Texas ALR: Administrative License Suspension Injustice
Did you know:
There is a grave injustice in punishing someone for exercising the right to refuse. This is what Texas calls its “implied consent” law for license suspensions. Under this law, Texas says a person is deemed to have consented to “the taking of one or more specimens of [their] breath or blood” after an arrest for DWI, DUI, or BWI. In other words, a refusal means absolutely nothing other than the length of suspension DPS issues. The statute does have a bit of a saving grace, though. The statute states that a person may consent to the taking of any other type of specimen. In other words, if the officer asks for blood, the person can say “no, but I will give breath” to the officer.
That DPS can suspend a license for refusal EVEN IF a person is completely sober?
When it comes to an ALR hearing for a ‘refusal’ case, there are 4 main issues:
- Whether the officer had reasonable suspicion to make the stop (or be on scene);
- Whether the officer had probable cause to believe a person is driving while intoxicated;
- If the officer made a request for breath or blood upon arrest; and
- Whether the person refused that request.
There is one notable absence: Whether the person was, in fact, intoxicated. Unlike with a hearing based on consent, a refusal hearing focuses solely upon the issues above. This means that even a toxicology result that shows no alcohol or other drugs means nothing to the administrative judge. The statute does not “require or empower the ALJ to decide the ultimate issue of whether [the person was] actually [driving] while intoxicated” according to Church v. State and Texas Department of Public Safety v. Butler. The statute requires only that the ALJ decide “whether probable cause exists to believe . . . [the person was driving] while intoxicated”.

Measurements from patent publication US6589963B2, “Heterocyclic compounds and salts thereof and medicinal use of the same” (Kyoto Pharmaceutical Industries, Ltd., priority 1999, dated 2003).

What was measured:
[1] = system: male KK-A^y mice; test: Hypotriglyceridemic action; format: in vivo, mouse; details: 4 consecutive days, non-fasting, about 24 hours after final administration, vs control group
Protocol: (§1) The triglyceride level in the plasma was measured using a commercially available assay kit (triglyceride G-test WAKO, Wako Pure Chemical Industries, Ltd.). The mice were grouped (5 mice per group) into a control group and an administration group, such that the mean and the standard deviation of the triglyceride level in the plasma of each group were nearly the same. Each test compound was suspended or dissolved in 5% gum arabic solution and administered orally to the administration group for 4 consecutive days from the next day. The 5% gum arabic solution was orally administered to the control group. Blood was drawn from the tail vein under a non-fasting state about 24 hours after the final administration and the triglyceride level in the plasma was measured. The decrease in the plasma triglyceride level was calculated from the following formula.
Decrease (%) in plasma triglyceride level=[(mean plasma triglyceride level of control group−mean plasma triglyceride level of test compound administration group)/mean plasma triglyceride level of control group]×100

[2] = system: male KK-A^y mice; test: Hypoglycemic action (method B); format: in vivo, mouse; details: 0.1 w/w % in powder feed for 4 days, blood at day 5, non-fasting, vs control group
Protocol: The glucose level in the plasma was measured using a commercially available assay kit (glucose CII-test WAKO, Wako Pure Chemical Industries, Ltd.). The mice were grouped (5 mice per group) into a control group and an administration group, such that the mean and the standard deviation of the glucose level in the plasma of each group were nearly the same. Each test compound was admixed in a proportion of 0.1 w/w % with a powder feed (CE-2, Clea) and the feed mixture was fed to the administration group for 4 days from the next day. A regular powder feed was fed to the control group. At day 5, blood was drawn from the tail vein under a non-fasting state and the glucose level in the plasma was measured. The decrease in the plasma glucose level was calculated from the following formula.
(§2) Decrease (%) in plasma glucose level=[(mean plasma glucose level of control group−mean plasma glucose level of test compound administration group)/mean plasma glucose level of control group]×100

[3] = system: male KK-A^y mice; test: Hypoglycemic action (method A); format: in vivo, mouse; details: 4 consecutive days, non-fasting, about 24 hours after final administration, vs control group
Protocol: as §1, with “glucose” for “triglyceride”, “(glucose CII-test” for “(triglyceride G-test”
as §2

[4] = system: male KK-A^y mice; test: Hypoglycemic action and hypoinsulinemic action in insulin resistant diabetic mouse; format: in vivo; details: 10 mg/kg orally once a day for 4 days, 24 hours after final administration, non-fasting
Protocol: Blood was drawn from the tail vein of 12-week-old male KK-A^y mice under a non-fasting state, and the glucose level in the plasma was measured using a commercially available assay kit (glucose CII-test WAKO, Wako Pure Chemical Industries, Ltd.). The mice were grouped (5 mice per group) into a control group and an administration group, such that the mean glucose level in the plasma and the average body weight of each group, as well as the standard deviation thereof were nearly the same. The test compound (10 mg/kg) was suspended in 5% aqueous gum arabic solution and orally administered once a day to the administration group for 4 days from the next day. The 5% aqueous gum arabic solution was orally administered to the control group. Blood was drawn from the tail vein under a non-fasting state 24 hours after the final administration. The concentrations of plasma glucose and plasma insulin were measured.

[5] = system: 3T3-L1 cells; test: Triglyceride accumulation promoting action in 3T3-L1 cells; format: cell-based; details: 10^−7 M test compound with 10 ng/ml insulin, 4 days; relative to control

In essence, an officer may arrest a person for DWI if he has enough “evidence” to believe intoxication is involved. On top of the normal “indicators” such as odor of alcohol and watery eyes, officers will use the unscientific SFSTs to test for impairment. Heck, they will even use statements like “I can’t even do that when sober” against people!
These are some examples of how ALRs are a complete injustice despite being “due process” before DPS suspends a person’s license. This is why, as hard as an ALR attorney works, the ALR hearings will almost always end in DPS’ favor. Further, with the complete injustice of revoking CDL privileges for a year (or life), ALR suspensions poorly serve our community.
More about Mimi Coffey
When people look for a Top DWI Attorney or Best DWI Attorney, they look for experience, certification, and respect in the legal community. Mimi Coffey is a nationally-renowned trial attorney, board-certified in DWI by the NCDD. She has been practicing for over 24 years and is an author of multiple DWI Defense textbooks. She is also a national and state-wide lecturer on the law.
Mimi is also listed on several “top” directory listings such as DWI Lawyers for Wise County, DWI Lawyer Tarrant County, DWI Lawyer Dallas County, DWI Lawyer Collin County, DWI Lawyer in Johnson County and DWI Lawyer Parker County. Mimi is a caring DWI Lawyer in DFW, She is also involved in the Texas Tech School of Law foundation and enjoys using the skills she has developed to give back to the community.